DURHAM, N.H. ��� Award-winning author and playwright Dava Sobel will kick off the third New England Fall Astronomy Festival at the University of New Hampshire Friday, Sept. 13, 2013. Sobel, author of ���The Planets,��� ���Galileo���s Daughter��� and ���Longitude,��� will deliver a free keynote lecture on the subject of her latest book and play, ���A More Perfect Heaven: How Copernicus Revolutionized the Cosmos,��� at 7:15 p.m. on the grounds of the UNH Observatory (Spinney Lane in Durham, on the western edge of campus).
The festival, hosted by the UNH Physics Department in conjunction with the New Hampshire Astronomical Society and other astronomy clubs throughout the region, continues through Saturday evening, Sept. 14 with star-gazing, astronomy-related activities, and science talks geared to the public. The festival is free and open to all, with many activities targeted to children and families.
���After all the amazing success and fun we���ve had with the festival the past two years, we couldn���t stop,��� says event organizer and UNH Observatory manager Ian Cohen, a Ph.D. student in physics at UNH. ���We���re ecstatic to have Dava Sobel join us this year.���
���The entire astronomical community from throughout New England drives this event, helping us introduce astronomy to families around the region,��� adds John Gianforte, an instructor of astronomy at UNH and lecturer at Granite State College and an organizer of the festival.
Sobel will sign books following her talk Friday night, then participants can stay to star-gaze at the UNH Observatory and with telescopes provided by the region���s dedicated amateur astronomers.
NEFAF gates open at 10 a.m. Saturday for a day of family astronomy-related activities. Sobel will be on hand throughout the day, and UNH researchers and astronomy experts will discuss a range of astronomy topics of particular interest to young scientists. Activities include hands-on science, astronomy games, and model rocket building and launching (participants can buy and create their own rockets from FlisKits). Star-gazing resumes Saturday evening, and meals and snacks will be available for purchase both days.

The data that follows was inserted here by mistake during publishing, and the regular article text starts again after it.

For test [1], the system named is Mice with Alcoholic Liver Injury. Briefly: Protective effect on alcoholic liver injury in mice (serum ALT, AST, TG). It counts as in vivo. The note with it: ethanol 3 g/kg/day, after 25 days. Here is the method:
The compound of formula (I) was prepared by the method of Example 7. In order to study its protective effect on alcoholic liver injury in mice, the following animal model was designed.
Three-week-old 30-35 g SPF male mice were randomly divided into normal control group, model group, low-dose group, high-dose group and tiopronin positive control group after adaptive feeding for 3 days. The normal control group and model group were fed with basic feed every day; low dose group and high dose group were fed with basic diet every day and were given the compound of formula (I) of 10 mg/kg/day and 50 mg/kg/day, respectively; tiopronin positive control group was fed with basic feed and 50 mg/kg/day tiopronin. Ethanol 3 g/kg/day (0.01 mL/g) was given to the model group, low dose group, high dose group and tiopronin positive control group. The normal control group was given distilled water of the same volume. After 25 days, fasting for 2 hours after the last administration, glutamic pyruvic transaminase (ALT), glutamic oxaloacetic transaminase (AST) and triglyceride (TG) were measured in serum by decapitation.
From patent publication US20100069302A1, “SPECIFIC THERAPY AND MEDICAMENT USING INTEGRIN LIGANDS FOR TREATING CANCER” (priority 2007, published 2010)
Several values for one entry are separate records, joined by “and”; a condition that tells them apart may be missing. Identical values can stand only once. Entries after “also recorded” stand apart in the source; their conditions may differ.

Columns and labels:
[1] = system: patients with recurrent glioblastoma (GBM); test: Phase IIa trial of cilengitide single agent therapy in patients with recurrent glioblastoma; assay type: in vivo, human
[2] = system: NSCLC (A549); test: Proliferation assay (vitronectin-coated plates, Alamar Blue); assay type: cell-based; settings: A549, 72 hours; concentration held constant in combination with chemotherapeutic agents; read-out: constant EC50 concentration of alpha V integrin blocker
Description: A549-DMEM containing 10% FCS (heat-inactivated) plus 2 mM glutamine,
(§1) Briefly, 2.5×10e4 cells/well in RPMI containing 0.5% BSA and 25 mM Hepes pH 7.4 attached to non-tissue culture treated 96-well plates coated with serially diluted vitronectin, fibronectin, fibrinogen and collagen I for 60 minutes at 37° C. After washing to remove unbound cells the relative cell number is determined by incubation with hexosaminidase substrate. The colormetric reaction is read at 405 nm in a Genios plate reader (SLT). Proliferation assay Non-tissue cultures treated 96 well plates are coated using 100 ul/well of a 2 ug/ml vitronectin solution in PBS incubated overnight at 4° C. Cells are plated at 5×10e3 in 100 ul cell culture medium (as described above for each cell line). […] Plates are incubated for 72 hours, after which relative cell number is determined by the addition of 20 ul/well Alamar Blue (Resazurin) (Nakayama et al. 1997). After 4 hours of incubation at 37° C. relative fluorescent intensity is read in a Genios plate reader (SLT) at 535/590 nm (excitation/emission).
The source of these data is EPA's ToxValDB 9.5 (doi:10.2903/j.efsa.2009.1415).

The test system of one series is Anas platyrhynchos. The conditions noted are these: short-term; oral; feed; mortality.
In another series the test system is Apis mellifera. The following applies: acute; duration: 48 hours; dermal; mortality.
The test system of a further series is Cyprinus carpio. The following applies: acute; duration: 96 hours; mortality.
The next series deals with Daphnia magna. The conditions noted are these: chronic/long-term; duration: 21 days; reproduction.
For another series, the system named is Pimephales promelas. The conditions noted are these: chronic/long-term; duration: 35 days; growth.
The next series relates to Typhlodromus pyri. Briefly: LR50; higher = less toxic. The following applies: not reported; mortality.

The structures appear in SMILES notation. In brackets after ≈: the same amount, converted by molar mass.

Patrons can meet Sobel at a fundraising reception Friday evening (5:30 ��� 7 p.m.) at the Elliott Alumni Center on campus. For information and tickets, which cost $50 each or $80 per couple and include hors d���oeuvres, beer, wine, and reserved seating for her talk, go to http:// nefaf2013reception.eventbrite.com/
More details and program updates are at physics.unh.edu/observatory/NEFAF or on the festival���s Facebook page (http://www.facebook.com/NEFAF.UNH).
In addition to the UNH physics department and the New Hampshire Astronomical Society, the New England Fall Astronomy Festival is sponsored by the Offices of the President at UNH, the Institute for the Study of Earth, Oceans and Space at UNH, the NH Space Grant Consortium, BAE Systems, Beswick Engineering, Silvertech, Inc., Exeter Events and Tents, and Science Distance Learning.
The University of New Hampshire, founded in 1866, is a world-class public research university with the feel of a New England liberal arts college. A land, sea, and space-grant university, UNH is the state's flagship public institution, enrolling 12,200 undergraduate and 2,300 graduate students.
Photographs available to download:
Caption: Award-winning author and playwright Dava Sobel delivers the keynote address at the New England Fall Astronomy Festival at the University of New Hampshire Friday, Sept. 13, 2013.
Credit: Mia Berg
Caption: At the New England Fall Astronomy Festival at UNH, New Hampshire Astronomical Society members bring a fleet of telescopes to introduce astronomers of all ages to observing the sun and stars. Inside the dome is the Observatory���s 14-inch reflector. Credit: Kristi Donohue, EOS.
Caption: A young astronomer-to-be looks at the Sun through a solar telescope at the 2012 New England Fall Astronomy Festival. Credit: Loni Anderson.